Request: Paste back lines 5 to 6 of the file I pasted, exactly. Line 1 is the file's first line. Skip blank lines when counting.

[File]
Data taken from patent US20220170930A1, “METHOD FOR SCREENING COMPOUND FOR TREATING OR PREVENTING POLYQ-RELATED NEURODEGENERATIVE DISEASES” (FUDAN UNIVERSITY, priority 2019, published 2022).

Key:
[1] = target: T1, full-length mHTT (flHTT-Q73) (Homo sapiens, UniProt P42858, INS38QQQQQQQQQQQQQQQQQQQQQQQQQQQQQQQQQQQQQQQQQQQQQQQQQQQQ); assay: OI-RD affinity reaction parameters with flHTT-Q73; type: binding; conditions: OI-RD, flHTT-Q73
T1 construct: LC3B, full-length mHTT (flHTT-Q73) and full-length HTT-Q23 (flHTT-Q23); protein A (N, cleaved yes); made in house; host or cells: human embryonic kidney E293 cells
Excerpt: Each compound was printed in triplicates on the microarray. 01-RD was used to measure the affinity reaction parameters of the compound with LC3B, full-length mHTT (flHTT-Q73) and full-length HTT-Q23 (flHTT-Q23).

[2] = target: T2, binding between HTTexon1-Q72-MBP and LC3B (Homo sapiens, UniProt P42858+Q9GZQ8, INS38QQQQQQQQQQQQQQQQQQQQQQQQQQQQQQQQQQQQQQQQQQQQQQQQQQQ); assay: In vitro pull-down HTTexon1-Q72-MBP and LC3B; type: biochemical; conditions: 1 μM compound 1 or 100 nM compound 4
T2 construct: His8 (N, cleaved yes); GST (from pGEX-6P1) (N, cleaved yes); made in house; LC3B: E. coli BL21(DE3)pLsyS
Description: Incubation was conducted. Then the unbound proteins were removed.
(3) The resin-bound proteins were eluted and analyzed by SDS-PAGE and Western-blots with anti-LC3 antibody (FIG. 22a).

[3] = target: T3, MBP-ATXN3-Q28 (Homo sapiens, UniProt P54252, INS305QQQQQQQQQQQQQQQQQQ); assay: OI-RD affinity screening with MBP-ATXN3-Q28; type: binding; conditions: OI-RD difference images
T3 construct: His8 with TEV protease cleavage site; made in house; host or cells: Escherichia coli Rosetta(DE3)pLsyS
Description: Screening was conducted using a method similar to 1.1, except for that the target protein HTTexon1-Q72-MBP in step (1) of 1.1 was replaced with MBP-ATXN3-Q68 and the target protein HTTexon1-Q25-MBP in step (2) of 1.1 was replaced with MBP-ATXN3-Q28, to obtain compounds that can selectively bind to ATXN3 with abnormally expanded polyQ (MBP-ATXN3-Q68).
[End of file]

Excerpt: Each compound was printed in triplicates on the microarray. 01-RD was used to measure the affinity reaction parameters of the compound with LC3B, full-length mHTT (flHTT-Q73) and full-length HTT-Q23 (flHTT-Q23).

[2] = target: T2, binding between HTTexon1-Q72-MBP and LC3B (Homo sapiens, UniProt P42858+Q9GZQ8, INS38QQQQQQQQQQQQQQQQQQQQQQQQQQQQQQQQQQQQQQQQQQQQQQQQQQQ); assay: In vitro pull-down HTTexon1-Q72-MBP and LC3B; type: biochemical; conditions: 1 μM compound 1 or 100 nM compound 4